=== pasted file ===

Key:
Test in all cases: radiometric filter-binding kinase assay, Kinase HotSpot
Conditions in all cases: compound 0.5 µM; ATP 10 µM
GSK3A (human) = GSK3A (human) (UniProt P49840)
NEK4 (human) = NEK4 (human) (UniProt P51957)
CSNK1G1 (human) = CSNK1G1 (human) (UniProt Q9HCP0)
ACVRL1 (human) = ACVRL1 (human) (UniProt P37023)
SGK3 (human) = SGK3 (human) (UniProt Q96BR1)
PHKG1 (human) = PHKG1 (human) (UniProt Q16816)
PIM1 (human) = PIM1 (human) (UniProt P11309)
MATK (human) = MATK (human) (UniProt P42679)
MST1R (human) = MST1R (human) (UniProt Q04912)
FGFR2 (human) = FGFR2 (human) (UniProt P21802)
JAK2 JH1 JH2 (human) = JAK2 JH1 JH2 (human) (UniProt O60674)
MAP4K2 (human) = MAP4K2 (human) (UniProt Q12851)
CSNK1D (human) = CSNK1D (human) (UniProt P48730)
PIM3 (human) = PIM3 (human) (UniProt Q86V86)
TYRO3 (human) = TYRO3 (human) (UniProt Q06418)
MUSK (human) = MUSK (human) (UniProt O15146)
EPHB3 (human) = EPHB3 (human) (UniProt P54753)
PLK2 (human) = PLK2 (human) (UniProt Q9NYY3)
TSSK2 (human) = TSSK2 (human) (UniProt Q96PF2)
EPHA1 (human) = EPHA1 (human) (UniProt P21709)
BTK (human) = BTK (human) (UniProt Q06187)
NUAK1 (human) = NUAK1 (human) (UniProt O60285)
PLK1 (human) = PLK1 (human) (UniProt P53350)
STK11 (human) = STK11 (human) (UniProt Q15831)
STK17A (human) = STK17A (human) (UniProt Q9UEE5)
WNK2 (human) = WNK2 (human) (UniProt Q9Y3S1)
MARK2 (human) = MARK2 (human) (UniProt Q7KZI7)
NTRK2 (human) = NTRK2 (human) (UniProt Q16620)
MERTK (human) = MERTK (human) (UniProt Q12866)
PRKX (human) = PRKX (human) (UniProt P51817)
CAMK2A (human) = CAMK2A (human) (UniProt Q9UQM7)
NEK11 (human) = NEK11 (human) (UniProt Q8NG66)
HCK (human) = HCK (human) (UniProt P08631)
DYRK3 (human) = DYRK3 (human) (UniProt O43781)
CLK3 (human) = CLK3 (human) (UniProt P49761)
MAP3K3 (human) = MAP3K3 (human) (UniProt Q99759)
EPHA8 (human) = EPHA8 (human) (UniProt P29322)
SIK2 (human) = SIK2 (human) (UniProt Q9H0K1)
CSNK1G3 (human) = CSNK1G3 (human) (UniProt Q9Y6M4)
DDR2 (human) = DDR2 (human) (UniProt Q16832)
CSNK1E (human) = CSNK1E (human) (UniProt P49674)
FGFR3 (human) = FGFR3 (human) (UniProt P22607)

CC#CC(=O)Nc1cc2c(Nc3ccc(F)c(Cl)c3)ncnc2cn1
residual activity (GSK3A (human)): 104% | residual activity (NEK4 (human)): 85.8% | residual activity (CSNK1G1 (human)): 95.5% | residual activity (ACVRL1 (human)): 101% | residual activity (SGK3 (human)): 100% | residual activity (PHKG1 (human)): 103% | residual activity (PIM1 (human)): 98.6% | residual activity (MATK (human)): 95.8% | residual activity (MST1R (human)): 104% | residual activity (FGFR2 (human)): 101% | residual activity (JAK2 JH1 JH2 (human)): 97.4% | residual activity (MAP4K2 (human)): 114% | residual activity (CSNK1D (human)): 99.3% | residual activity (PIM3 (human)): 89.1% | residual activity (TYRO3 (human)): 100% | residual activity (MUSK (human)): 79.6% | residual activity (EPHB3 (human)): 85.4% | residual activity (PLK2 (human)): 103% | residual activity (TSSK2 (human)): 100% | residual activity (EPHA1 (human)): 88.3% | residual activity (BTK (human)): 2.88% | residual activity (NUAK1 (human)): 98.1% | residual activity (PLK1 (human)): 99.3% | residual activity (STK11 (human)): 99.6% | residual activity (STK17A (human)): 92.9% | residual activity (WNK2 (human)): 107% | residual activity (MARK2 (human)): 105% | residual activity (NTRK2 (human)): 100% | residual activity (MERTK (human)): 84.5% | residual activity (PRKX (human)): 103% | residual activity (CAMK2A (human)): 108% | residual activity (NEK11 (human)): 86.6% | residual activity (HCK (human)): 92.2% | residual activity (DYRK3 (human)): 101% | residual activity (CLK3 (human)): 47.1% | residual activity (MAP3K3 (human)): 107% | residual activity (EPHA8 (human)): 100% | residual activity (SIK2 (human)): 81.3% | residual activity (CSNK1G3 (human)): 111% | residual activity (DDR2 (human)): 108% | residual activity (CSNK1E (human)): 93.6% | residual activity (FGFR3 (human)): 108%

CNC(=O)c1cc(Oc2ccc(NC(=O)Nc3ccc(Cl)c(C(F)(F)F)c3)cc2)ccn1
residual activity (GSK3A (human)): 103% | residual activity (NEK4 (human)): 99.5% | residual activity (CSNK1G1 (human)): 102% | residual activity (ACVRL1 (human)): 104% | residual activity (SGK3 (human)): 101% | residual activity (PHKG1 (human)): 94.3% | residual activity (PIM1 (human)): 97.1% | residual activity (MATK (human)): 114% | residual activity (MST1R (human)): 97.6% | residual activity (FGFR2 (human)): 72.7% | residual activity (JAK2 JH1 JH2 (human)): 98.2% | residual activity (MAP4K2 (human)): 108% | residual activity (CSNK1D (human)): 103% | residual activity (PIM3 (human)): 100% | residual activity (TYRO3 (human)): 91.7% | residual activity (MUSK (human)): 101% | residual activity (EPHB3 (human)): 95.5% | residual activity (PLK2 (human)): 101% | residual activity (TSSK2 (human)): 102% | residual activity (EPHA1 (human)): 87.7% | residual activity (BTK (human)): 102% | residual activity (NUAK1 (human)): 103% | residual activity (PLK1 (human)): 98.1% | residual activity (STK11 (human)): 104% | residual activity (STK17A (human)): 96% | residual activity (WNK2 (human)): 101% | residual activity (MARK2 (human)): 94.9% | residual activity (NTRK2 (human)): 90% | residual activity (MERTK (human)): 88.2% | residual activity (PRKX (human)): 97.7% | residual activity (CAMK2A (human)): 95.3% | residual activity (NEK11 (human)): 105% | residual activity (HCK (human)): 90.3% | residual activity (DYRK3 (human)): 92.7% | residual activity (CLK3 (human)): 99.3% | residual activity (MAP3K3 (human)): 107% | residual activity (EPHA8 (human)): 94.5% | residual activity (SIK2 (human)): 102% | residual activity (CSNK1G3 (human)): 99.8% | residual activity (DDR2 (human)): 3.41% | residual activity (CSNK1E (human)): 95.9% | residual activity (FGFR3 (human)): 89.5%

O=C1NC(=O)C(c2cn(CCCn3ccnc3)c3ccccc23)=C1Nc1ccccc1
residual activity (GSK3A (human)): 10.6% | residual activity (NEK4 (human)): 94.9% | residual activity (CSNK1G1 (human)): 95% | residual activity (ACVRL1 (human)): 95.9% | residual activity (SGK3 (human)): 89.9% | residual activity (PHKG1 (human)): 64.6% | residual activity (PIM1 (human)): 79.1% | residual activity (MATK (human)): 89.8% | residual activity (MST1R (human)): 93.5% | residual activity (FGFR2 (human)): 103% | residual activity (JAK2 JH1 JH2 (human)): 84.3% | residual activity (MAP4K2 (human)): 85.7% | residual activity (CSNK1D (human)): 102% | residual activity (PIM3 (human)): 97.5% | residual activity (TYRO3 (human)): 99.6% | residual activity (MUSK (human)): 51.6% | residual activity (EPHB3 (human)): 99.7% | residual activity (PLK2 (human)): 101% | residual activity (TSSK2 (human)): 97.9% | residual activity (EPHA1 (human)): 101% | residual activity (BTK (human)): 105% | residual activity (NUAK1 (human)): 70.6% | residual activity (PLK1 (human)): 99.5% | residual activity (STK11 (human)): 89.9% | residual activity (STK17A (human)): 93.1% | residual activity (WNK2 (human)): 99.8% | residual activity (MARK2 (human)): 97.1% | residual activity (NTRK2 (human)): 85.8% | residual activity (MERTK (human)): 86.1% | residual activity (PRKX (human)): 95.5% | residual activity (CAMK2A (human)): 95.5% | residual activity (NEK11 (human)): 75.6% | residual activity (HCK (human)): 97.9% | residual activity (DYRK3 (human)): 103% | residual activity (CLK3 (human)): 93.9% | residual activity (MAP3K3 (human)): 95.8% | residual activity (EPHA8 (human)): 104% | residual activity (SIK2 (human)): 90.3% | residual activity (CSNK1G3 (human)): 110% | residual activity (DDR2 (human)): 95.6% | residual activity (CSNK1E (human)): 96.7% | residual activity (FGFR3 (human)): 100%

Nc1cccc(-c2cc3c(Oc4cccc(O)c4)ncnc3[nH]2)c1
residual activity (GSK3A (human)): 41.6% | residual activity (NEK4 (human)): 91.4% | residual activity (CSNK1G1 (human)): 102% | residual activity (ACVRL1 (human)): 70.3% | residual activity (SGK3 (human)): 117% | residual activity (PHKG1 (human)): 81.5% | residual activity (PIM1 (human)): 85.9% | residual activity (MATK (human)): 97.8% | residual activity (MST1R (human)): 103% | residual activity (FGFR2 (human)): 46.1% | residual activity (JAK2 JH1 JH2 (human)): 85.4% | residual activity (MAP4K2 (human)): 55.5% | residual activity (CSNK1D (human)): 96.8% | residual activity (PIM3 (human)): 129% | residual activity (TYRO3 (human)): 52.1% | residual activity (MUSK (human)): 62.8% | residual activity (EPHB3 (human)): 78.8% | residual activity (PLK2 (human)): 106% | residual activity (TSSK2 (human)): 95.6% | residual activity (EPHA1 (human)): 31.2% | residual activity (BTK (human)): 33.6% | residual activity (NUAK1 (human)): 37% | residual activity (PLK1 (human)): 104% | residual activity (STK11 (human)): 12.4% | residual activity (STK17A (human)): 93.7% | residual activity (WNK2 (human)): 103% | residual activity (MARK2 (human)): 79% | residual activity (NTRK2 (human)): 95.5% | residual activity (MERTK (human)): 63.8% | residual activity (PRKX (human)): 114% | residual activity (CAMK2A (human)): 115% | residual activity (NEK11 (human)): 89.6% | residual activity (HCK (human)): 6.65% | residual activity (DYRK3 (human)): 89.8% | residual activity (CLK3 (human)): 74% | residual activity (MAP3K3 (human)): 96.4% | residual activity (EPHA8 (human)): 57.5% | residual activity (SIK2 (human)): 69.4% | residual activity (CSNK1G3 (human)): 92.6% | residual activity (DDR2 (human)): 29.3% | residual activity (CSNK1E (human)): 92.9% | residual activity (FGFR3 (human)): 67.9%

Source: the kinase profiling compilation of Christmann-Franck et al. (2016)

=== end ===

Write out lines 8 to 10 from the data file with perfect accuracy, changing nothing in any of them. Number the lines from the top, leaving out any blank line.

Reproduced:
SGK3 (human) = SGK3 (human) (UniProt Q96BR1)
PHKG1 (human) = PHKG1 (human) (UniProt Q16816)
PIM1 (human) = PIM1 (human) (UniProt P11309)